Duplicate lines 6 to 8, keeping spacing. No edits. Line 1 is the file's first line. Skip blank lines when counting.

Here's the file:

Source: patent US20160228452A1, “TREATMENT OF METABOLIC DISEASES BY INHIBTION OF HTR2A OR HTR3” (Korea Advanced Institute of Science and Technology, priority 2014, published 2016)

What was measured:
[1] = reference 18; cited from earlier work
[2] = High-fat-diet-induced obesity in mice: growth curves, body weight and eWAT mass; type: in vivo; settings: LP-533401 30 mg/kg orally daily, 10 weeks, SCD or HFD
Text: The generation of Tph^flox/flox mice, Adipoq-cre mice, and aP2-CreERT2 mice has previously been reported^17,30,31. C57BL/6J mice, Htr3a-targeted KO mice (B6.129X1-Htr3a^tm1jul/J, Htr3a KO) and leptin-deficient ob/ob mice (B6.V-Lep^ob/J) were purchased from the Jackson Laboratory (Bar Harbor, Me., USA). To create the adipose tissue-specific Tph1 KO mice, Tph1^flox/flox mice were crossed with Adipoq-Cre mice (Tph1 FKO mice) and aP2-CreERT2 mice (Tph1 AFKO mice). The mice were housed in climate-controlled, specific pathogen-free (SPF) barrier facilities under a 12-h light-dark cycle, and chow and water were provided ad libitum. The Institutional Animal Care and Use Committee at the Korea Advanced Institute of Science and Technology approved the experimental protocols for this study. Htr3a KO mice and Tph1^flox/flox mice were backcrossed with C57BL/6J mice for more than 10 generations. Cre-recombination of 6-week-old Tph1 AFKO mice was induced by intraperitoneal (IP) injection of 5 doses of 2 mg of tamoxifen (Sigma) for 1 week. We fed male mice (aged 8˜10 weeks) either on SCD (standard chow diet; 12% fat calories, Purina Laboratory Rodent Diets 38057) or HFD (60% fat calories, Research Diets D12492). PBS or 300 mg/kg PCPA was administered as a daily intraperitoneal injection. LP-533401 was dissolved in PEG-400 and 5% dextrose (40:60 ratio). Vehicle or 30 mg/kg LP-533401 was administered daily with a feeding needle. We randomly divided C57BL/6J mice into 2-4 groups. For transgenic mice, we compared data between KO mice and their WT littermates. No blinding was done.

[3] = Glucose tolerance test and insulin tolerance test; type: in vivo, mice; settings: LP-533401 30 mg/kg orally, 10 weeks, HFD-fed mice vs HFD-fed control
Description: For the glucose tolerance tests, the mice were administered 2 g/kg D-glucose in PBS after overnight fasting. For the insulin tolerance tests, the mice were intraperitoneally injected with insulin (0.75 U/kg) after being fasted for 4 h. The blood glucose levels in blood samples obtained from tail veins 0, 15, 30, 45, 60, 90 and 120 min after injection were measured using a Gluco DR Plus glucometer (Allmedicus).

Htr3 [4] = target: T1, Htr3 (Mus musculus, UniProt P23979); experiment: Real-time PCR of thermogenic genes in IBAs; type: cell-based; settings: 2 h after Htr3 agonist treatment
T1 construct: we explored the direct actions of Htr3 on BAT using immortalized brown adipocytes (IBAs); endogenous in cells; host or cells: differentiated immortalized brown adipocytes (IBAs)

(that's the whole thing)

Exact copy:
[3] = Glucose tolerance test and insulin tolerance test; type: in vivo, mice; settings: LP-533401 30 mg/kg orally, 10 weeks, HFD-fed mice vs HFD-fed control
Description: For the glucose tolerance tests, the mice were administered 2 g/kg D-glucose in PBS after overnight fasting. For the insulin tolerance tests, the mice were intraperitoneally injected with insulin (0.75 U/kg) after being fasted for 4 h. The blood glucose levels in blood samples obtained from tail veins 0, 15, 30, 45, 60, 90 and 120 min after injection were measured using a Gluco DR Plus glucometer (Allmedicus).

Htr3 [4] = target: T1, Htr3 (Mus musculus, UniProt P23979); experiment: Real-time PCR of thermogenic genes in IBAs; type: cell-based; settings: 2 h after Htr3 agonist treatment